The top-half of the Trash Pandas lineup was really fun to watch. Lead-off hitter OF Aaron Whitfield looks like a really athletic guy with plus speed. He started in left for Rocket City and kicked off the game with a solidly-hit, first-pitch line drive to left for a base-hit, then a batter later stole second with ease (he later stole another bag to finish with two for the night). He also drew a pair of walks in the game and recorded an assist when he threw out a Birmingham runner trying for second. Altogether a great performance for Whitfield, who actually played in a few Twins games last year, though he only managed to get one at-bat. The 25-year-old Whitfield – who was born in Australia – had been in the Minnesota system since the 2015 season, and is coming off perhaps the highlight of his pro career so far, when he hit .257 with 22 XBH (6 HR) and 36 stolen bases in 111 games for Double-A Wichita in 2021. He doesn’t have much power for a corner-guy, but his athleticism allows him to be an ultra-productive player and he should be a leader for the Trash Pandas in 2022.

I’m saving the best for last, but the Trash Pandas DH on Friday was by far the star of the game. 1B/OF Trey Cabbage single handedly carried Rocket City to victory, finishing 3 for 5 with a homer, a double, a stolen base, five RBI (!) and two runs scored. The fourth-inning dinger he hit was impressive, as Cabbage barreled a ball to dead center, right on a line, to put the Trash Pandas ahead.

Cabbage is a big guy, listed 6-3, 204 pounds, but his size doesn’t hold him back at all when it comes to being athletic. And his bat speed is incredibly fast from the left side of the plate. From the little bit of research I was able to do while I was at the game Friday, it appears Cabbage had become a rather popular player in the Twins system as many were calling for Minnesota to give the 24-year-old a chance at the big league level. It makes sense too, considering he hit .264 with 27 homers, 82 RBI and six stolen bases in 108 combined games at the High and Double-A level last season. This guy appears to be the real deal, and with that meme-worthy name he’ll no doubt be a fan favorite at Toyota Field for the Trash Pandas this season.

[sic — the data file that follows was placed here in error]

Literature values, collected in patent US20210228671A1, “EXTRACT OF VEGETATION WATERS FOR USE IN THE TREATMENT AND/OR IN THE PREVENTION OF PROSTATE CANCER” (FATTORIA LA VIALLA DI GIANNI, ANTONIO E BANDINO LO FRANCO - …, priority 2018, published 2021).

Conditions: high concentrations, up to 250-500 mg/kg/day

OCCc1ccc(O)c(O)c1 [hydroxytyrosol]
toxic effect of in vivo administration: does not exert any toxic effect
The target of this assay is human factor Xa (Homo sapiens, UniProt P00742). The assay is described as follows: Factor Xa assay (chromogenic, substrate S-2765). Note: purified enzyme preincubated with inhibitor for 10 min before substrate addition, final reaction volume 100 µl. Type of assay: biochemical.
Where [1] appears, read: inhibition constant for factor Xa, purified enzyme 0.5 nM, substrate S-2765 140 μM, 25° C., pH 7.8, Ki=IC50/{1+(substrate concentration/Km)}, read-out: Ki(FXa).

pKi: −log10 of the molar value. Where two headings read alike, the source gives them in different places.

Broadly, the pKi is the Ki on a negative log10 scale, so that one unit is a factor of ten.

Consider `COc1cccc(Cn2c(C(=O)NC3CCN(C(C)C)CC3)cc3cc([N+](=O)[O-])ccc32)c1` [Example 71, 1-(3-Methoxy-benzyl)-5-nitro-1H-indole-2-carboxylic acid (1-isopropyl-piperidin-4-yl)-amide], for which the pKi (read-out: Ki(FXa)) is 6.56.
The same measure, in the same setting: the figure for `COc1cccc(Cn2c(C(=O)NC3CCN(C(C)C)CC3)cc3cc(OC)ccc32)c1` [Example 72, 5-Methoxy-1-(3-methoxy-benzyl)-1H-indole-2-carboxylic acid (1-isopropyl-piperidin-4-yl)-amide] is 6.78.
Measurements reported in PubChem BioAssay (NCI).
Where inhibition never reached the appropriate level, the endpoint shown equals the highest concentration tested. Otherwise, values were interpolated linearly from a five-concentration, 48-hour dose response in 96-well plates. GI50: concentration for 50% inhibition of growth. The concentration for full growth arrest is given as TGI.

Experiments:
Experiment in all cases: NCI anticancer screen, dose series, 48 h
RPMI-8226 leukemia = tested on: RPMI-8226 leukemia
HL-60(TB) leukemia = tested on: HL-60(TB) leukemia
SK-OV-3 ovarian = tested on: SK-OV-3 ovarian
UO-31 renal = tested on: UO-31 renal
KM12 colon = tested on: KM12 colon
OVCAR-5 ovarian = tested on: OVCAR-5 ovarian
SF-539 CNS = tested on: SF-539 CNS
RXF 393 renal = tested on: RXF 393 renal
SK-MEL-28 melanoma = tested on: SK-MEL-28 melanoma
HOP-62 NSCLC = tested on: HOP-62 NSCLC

I also noticed that former Brave OF Tyler Neslony was starting in left and batting sixth for the Barons on Friday. If you can remember, the Braves traded Neslony to the White Sox back in July of last year in exchange for cash. The former ninth-round pick by Atlanta (2016) was never much of a star while in the Braves minor league system, but he had become quite a productive player for Double-A Mississippi, topping out at a .292 AVG and 18 XBH (5 HR) in 58 games with the M-Braves in 2019. Neslony was struggling in Double-A during the first-half of last season, but following the trade, the then-27-year-old went on to post a 1.121 OPS (.355 AVG) with seven homers and 16 doubles in 40 games with Birmingham in the second-half. The change of scenery evidently helped. Neslony went 0 for 3 with a walk and three punch outs in Friday’s game against the Trash Pandas.